Even when not specced as a pure tank, warriors have abilities to generate extra threat on command. They can also perform taunts which instantly put them at the top of a mob’s threat list. This is very handy in a duo to pull beasties off the softer classes.


Moderate stuns

Warriors have no real crowd control but they do have a few abilities that that can stun or slow a target. This is sometimes handy for stopping a runner, or lowering the incoming damage.

Charge and light duty pulling
Warriors have several abilities that charge at a target at high speed. They also have the ability to shoot ranged weapons. This gives them a few options for starting fights or getting into them fast. Many classes have similar things but this is something that they add to a leveling pair so it is worth mentioning.

Pairings
So what do all those things mean when combined with specific other classes? Let’s run down them.

Rogue + Warrior
The rogue warrior combo puts out plenty of damage. The pair has very high DPS on singles targets but is very limited on AOE. They have good ability to control when and where a fight takes place and a moderate ability to survive an ‘oh crap’ situation. ‘Oh Crap’ can be anything from someone getting aggro who did not plan to, someone going OOM, someone dying suddenly, or accidentally aggroing extra mobs.
Because this pair IS going to take some damage and has no healing at all it is highly recommended that one or both partners level their cooking and first aid. Having one be an alchemist might be a good idea too.

Hunter + Warrior
This group also has high damage. They also have two options for tanking. There are other things the hunter brings but I will cover those in a ‘hunter pairs’ post later. This group will have moderate AOE and very high single target damage. This group has a lot of aggro control and very good ability to survive ‘oh crap’ situations.
They still have no healing, unless the pet is doing all the tanking, which is viable. But it is still recommended that one or both do cooking or first aid.

Mage + Warrior

Very high damage until the mage is out of mana. The warrior’s presence, if they know how to tank, allows the mage to go hog wild with dps. This means this group has good burst damage but their sustained damage is a bit less. This is a very complimentary pair as the mage brings a lot of tricks and the warrior lets him survive (hopefully) using those tricks. This group has a lot of good options in ‘of crap’ situations.
Still no healing but the mage brings magic food so that helps offset the damage the warrior is tanking and keeps  you grinding longer. The mage has to drink a lot so the warrior might get bored but the Warrior can protect a mage that is OOM.

Warlock + Warrior

This combo is similar to the mage and hunter combos. Good DPS, other tanking options, and extra tricks for certain situations. There is also decent AOE at higher levels. I know less about ‘locks than other classes so I can’t elaborate much here.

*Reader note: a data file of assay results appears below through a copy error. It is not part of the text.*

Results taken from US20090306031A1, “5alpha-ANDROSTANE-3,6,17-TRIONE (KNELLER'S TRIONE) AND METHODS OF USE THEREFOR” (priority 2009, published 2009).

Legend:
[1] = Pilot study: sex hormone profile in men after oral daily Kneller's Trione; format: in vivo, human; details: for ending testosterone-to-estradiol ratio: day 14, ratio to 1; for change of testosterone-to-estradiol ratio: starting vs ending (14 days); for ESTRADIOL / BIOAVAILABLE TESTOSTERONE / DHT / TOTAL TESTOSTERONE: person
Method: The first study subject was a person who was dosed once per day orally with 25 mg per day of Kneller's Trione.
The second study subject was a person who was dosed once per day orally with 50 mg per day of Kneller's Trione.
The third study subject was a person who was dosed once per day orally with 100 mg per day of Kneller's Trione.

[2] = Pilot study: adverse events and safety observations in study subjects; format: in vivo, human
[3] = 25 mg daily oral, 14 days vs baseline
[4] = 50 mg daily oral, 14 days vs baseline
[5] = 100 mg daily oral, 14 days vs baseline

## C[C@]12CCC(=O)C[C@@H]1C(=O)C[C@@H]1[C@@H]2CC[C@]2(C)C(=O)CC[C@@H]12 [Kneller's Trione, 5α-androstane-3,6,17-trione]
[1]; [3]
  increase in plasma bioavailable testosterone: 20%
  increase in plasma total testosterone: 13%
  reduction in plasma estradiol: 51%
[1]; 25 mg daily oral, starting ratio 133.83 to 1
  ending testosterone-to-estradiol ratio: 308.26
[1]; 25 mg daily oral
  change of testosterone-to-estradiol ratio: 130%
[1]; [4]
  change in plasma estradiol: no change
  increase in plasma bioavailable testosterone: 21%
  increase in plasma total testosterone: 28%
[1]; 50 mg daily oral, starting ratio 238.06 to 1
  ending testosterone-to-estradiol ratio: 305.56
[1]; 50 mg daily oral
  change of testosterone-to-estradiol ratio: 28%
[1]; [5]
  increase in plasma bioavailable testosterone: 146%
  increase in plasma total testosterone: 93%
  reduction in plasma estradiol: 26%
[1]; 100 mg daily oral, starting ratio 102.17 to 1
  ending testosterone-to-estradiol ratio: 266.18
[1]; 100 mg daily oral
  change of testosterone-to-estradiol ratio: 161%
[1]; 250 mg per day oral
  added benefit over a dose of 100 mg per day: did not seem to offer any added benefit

Food/healing is still a problem so one of you needs to take cooking or first aid.

Priest + Warrior

Heals! A healer + warrior combo can outlast a lot of situations. Durability with this pair is very high. Bubbles and dual fears also mean it can survive a lot of ‘oh crap’ situations. However, based on spec the better the heals and tanking the lower the dps, and mana eventually runs out. So, while this pair can survive a lot, when they over reach and go down, they go down hard. This pair will have to die a few times to learn their limitations. The warrior will have to learn to pace things so they don’t die when the priest runs dry.
This group will have lower DPS than other groups. Offsetting this drawback will be instance running. Having a dedicated tank and healer means this pair can get into an instance any time and be almost guaranteed a successful run (once the two players learn effective tanking and healing).

Shaman + Warrior

This is a pretty solid combo. The Shammy brings a nice spread of buffs, many that are good for melee combat, and totems that can be adapted for the situation at hand. This  plus healing gives the pair very good ability to survive unexpected situations. This is a pair that can be either specced for extreme durability or solid damage output, depending on play style.

Druid + Warrior

This pair is much like the Shaman/Warrior one. Very good damage, high adaptability, and some nice buffs. Differences in spec can also make this group range from a dual dps pair to a tank/healer pair, or some hybrid in between.

Pally + Warrior

This pair is again, like the previous two. Lots of tankability with some heals. Many options, especially at 40 with dual spec. Nice buffs and the potential for either aoe or burst damage.

NOTE: for all three of these pairs you should consider if you want the warrior or the pally/druid/sham to ‘tank’. Also with all three pairs figuring out how much you plan to level through LFG will play a big role in how you want to spec them out.

Warrior + Warrior

This pair is somewhat more limited. Specced right this can be a very high single, or few, target dps pair. Very high single dps, and with dual charges you could go mob to mob at an insane rate. However with no healing this group can’t do the ‘round them up and kill them 10 at a time’ tactics that groups with a lot of AOE can. However, since a warrior is not that great with AOE threat you might not want to do that with any warrior pairing anyway.

If one of you specs tanking you could level with a lot of LFG. Alternately, quest grinding, once you get your pacing down, will go pretty fast. Bring a lot of food, and learn First Aid!

In later installments I will go through each of the other classes and what they bring to a pairing. Naturally I have not tried most of these pairs! Please chime in with your own experiences.